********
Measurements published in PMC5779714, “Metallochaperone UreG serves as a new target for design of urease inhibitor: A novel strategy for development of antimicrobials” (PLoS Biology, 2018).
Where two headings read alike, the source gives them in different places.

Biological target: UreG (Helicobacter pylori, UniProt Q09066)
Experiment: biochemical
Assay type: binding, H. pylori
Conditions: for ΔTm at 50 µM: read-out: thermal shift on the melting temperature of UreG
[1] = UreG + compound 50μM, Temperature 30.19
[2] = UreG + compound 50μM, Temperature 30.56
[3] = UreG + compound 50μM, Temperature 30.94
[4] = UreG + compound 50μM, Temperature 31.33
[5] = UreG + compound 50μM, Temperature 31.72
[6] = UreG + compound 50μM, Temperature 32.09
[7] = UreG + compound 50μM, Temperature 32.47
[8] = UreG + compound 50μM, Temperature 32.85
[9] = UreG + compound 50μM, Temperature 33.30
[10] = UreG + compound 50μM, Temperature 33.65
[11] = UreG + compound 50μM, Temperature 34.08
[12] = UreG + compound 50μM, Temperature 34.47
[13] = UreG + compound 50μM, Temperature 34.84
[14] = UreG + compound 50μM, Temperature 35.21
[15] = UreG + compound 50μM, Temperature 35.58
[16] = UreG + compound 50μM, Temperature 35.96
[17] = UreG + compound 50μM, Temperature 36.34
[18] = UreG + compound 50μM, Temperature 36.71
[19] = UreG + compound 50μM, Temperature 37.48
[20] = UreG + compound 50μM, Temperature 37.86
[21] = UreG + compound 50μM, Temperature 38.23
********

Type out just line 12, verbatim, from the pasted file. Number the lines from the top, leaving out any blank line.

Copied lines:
[6] = UreG + compound 50μM, Temperature 32.09